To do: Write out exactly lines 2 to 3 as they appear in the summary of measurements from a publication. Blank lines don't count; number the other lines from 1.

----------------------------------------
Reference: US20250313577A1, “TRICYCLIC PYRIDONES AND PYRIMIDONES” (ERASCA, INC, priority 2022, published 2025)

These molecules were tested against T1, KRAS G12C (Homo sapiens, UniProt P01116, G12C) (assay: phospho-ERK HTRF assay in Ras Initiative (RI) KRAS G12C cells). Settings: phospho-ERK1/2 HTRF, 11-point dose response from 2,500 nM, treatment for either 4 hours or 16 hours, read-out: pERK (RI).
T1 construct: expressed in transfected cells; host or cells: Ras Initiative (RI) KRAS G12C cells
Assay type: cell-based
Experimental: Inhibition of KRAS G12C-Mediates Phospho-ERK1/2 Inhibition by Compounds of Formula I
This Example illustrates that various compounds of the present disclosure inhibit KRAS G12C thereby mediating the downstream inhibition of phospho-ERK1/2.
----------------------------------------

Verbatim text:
These molecules were tested against T1, KRAS G12C (Homo sapiens, UniProt P01116, G12C) (assay: phospho-ERK HTRF assay in Ras Initiative (RI) KRAS G12C cells). Settings: phospho-ERK1/2 HTRF, 11-point dose response from 2,500 nM, treatment for either 4 hours or 16 hours, read-out: pERK (RI).
T1 construct: expressed in transfected cells; host or cells: Ras Initiative (RI) KRAS G12C cells